• What are the side effects of eating tamarind?

    Individuals sensitive to tamarind may develop symptoms such as shortness of breath, hives, abdominal discomfort, or lightheadedness after eating it.

  • What does tamarind taste like?

    Tamarind has a bold flavor. Depending on its ripeness, the taste of tamarind can range from sweet and acidic to sour and tart.

  • Is tamarind part of the legume family?

    Yes, tamarind is a part of the legume family, which contains nuts, beans, and seeds.

6 Sources
Verywell Health uses only high-quality sources, including peer-reviewed studies, to support the facts within our articles. Read our editorial process to learn more about how we fact-check and keep our content accurate, reliable, and trustworthy.
  1. Kuru P. Tamarindus indica and its health-related effectsAsian Pacific Journal of Tropical Biomedicine. 2014;4(9):676-681. doi:10.12980/APJTB.4.2014APJTB-2014-0173

  2. Hussain T, Tan B, Yin Y, Blachier F, Tossou MCB, Rahu N. Oxidative stress and inflammation: what polyphenols can do for us? Oxid Med Cell Longev. 2016;2016:7432797. doi:10.1155/2016/7432797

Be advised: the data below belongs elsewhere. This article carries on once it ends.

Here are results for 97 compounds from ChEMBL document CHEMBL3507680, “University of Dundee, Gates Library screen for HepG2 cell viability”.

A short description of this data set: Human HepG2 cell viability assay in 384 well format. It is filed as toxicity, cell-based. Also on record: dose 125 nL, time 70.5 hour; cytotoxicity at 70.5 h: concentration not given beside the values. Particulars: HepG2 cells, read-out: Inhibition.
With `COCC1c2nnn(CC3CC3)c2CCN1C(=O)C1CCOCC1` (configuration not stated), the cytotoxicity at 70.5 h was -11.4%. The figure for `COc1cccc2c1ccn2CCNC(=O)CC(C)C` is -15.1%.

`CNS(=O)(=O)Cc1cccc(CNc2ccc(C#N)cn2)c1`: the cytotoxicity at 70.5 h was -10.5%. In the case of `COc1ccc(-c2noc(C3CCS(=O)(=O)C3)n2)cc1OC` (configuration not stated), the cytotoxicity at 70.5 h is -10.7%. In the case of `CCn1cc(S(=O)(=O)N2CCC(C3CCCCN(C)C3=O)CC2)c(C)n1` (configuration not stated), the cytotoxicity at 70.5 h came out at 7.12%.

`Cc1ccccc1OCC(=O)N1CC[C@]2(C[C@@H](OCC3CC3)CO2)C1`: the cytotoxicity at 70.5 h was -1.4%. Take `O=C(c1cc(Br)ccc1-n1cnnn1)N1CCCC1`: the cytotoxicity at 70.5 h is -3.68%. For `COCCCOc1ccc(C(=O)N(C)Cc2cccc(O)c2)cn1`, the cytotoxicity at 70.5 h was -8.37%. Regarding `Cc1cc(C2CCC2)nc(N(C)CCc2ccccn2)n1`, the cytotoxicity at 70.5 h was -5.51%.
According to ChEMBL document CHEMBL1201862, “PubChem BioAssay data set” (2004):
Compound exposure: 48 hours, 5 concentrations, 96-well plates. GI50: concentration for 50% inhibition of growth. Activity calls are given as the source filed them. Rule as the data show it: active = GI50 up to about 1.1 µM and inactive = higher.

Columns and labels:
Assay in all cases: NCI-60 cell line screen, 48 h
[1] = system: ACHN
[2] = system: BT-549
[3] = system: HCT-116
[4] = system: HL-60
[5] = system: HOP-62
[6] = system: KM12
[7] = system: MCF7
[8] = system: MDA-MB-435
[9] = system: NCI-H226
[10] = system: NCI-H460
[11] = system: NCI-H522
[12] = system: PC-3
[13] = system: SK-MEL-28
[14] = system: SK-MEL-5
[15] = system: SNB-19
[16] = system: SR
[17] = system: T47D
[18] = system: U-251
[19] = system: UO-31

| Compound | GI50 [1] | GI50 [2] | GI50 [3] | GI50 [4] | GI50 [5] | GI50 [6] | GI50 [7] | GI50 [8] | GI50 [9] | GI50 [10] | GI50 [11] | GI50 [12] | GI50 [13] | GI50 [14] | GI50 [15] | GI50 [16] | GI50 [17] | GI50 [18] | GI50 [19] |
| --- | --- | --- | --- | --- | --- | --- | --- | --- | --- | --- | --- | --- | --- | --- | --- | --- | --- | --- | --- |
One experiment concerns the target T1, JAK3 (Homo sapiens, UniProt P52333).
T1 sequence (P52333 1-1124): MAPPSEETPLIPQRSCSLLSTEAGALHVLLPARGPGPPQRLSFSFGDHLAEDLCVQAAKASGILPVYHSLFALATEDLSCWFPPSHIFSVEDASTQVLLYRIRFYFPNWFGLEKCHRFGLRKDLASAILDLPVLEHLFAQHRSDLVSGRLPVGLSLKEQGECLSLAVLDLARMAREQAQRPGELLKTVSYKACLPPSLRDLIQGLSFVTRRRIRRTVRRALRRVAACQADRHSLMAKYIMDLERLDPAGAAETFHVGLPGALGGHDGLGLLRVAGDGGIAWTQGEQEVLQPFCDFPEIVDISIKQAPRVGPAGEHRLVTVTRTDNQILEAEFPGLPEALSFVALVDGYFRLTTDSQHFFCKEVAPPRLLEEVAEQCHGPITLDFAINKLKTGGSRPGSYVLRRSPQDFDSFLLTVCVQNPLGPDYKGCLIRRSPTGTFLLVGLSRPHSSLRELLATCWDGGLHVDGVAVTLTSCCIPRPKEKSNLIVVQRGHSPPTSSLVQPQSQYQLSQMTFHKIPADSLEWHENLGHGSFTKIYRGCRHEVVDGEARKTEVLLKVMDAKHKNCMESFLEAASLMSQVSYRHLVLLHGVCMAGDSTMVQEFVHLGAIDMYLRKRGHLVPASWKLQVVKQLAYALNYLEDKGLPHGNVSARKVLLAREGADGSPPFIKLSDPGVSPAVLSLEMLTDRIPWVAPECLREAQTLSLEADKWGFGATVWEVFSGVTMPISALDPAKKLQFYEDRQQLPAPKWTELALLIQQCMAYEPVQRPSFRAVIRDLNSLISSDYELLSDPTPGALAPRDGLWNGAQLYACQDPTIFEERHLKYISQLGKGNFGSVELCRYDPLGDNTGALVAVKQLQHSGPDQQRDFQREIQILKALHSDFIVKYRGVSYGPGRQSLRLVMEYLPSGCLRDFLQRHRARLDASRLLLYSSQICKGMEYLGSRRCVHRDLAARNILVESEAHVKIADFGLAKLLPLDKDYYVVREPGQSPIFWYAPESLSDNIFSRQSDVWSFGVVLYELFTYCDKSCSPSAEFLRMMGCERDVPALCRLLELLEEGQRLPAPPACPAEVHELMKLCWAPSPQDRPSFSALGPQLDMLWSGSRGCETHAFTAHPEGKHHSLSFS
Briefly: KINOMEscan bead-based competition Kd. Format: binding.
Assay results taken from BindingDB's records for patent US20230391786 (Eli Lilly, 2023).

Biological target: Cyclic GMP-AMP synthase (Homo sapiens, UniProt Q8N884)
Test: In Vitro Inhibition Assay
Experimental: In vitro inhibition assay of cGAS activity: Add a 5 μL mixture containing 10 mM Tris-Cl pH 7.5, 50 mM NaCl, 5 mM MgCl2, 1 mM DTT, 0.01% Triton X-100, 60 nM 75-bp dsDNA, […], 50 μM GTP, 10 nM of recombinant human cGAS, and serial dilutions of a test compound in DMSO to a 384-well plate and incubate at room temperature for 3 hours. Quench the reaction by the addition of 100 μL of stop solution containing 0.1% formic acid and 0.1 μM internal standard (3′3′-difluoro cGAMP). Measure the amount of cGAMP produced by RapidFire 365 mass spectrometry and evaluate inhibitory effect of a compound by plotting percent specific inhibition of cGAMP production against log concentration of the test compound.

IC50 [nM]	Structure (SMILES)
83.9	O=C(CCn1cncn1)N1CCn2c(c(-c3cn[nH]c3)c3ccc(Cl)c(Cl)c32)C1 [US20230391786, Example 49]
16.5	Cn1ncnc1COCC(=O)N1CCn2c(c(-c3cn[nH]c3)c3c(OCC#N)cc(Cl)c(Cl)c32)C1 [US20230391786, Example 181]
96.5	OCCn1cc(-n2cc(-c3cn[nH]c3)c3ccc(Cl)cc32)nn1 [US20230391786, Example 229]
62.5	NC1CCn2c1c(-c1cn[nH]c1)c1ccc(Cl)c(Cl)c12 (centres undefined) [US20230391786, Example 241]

3. American College of Allergy, Asthma, and Immunology. Food allergy.

  4. American College of Allergy, Asthma, and Immunology. Food allergy testing and diagnosis.

  5. American College Of Allergy, Asthma, and Immunology. Epinephrine auto-injector.

  6. American College of Allergy, Asthma, and Immunology. Cross-reactivity.

By Lindsey DeSoto, RD, LD
Lindsey Desoto is a registered dietitian with experience working with clients to improve their diet for health-related reasons. She enjoys staying up to date on the latest research and translating nutrition science into practical eating advice to help others live healthier lives.